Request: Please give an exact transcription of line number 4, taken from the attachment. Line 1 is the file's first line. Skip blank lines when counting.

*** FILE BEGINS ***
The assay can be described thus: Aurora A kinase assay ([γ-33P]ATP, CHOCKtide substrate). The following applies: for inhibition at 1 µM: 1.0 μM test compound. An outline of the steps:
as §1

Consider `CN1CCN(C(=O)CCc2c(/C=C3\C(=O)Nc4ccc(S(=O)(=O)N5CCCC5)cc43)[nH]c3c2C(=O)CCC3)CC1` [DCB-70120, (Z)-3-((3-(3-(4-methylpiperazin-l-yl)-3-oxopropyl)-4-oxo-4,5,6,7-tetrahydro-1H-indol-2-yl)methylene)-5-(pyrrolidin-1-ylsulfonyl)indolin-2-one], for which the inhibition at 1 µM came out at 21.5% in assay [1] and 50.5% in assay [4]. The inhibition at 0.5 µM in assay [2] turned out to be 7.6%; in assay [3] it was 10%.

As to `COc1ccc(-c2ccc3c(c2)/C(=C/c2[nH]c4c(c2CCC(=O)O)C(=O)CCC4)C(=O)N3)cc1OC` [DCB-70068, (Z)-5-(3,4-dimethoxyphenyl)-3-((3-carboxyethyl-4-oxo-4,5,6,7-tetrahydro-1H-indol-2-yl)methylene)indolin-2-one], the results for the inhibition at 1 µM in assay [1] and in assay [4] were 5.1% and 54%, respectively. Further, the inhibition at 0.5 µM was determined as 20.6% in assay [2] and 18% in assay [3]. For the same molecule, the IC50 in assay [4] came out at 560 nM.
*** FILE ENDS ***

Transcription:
As to `COc1ccc(-c2ccc3c(c2)/C(=C/c2[nH]c4c(c2CCC(=O)O)C(=O)CCC4)C(=O)N3)cc1OC` [DCB-70068, (Z)-5-(3,4-dimethoxyphenyl)-3-((3-carboxyethyl-4-oxo-4,5,6,7-tetrahydro-1H-indol-2-yl)methylene)indolin-2-one], the results for the inhibition at 1 µM in assay [1] and in assay [4] were 5.1% and 54%, respectively. Further, the inhibition at 0.5 µM was determined as 20.6% in assay [2] and 18% in assay [3]. For the same molecule, the IC50 in assay [4] came out at 560 nM.